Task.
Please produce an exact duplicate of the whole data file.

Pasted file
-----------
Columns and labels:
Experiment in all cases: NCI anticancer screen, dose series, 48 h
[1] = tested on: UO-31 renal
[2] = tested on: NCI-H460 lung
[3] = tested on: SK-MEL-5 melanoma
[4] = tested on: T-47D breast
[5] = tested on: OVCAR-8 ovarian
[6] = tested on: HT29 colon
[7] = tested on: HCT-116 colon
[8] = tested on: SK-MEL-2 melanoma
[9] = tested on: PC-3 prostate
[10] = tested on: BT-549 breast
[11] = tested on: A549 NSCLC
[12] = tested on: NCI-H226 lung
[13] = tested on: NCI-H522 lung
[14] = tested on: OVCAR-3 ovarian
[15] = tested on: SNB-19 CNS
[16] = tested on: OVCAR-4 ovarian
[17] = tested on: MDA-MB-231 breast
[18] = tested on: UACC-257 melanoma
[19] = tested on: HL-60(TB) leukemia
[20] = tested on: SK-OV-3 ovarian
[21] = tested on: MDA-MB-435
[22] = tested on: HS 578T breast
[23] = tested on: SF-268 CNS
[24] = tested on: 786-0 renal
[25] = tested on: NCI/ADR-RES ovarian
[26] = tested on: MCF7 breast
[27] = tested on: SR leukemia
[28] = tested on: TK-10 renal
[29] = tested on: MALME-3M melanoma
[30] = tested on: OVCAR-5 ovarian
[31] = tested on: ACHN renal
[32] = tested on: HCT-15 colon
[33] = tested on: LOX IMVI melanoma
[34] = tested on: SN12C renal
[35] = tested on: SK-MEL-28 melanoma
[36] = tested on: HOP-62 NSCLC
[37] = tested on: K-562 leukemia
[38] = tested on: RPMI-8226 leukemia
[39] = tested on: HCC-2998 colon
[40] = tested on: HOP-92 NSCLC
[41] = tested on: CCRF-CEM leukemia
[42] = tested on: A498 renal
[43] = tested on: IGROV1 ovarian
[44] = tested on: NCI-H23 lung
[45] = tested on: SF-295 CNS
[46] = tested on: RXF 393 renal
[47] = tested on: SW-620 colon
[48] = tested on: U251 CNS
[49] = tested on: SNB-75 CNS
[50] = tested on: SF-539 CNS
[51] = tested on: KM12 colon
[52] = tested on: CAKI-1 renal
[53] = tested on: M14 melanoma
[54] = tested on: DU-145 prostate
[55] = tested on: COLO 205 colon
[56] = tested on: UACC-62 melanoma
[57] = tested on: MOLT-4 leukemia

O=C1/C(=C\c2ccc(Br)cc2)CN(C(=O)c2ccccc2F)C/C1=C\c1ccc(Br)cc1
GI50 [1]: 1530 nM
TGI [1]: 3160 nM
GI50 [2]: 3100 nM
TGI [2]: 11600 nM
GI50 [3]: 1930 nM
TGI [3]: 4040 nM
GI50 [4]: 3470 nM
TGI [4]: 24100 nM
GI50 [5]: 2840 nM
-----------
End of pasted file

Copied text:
Columns and labels:
Experiment in all cases: NCI anticancer screen, dose series, 48 h
[1] = tested on: UO-31 renal
[2] = tested on: NCI-H460 lung
[3] = tested on: SK-MEL-5 melanoma
[4] = tested on: T-47D breast
[5] = tested on: OVCAR-8 ovarian
[6] = tested on: HT29 colon
[7] = tested on: HCT-116 colon
[8] = tested on: SK-MEL-2 melanoma
[9] = tested on: PC-3 prostate
[10] = tested on: BT-549 breast
[11] = tested on: A549 NSCLC
[12] = tested on: NCI-H226 lung
[13] = tested on: NCI-H522 lung
[14] = tested on: OVCAR-3 ovarian
[15] = tested on: SNB-19 CNS
[16] = tested on: OVCAR-4 ovarian
[17] = tested on: MDA-MB-231 breast
[18] = tested on: UACC-257 melanoma
[19] = tested on: HL-60(TB) leukemia
[20] = tested on: SK-OV-3 ovarian
[21] = tested on: MDA-MB-435
[22] = tested on: HS 578T breast
[23] = tested on: SF-268 CNS
[24] = tested on: 786-0 renal
[25] = tested on: NCI/ADR-RES ovarian
[26] = tested on: MCF7 breast
[27] = tested on: SR leukemia
[28] = tested on: TK-10 renal
[29] = tested on: MALME-3M melanoma
[30] = tested on: OVCAR-5 ovarian
[31] = tested on: ACHN renal
[32] = tested on: HCT-15 colon
[33] = tested on: LOX IMVI melanoma
[34] = tested on: SN12C renal
[35] = tested on: SK-MEL-28 melanoma
[36] = tested on: HOP-62 NSCLC
[37] = tested on: K-562 leukemia
[38] = tested on: RPMI-8226 leukemia
[39] = tested on: HCC-2998 colon
[40] = tested on: HOP-92 NSCLC
[41] = tested on: CCRF-CEM leukemia
[42] = tested on: A498 renal
[43] = tested on: IGROV1 ovarian
[44] = tested on: NCI-H23 lung
[45] = tested on: SF-295 CNS
[46] = tested on: RXF 393 renal
[47] = tested on: SW-620 colon
[48] = tested on: U251 CNS
[49] = tested on: SNB-75 CNS
[50] = tested on: SF-539 CNS
[51] = tested on: KM12 colon
[52] = tested on: CAKI-1 renal
[53] = tested on: M14 melanoma
[54] = tested on: DU-145 prostate
[55] = tested on: COLO 205 colon
[56] = tested on: UACC-62 melanoma
[57] = tested on: MOLT-4 leukemia

O=C1/C(=C\c2ccc(Br)cc2)CN(C(=O)c2ccccc2F)C/C1=C\c1ccc(Br)cc1
GI50 [1]: 1530 nM
TGI [1]: 3160 nM
GI50 [2]: 3100 nM
TGI [2]: 11600 nM
GI50 [3]: 1930 nM
TGI [3]: 4040 nM
GI50 [4]: 3470 nM
TGI [4]: 24100 nM
GI50 [5]: 2840 nM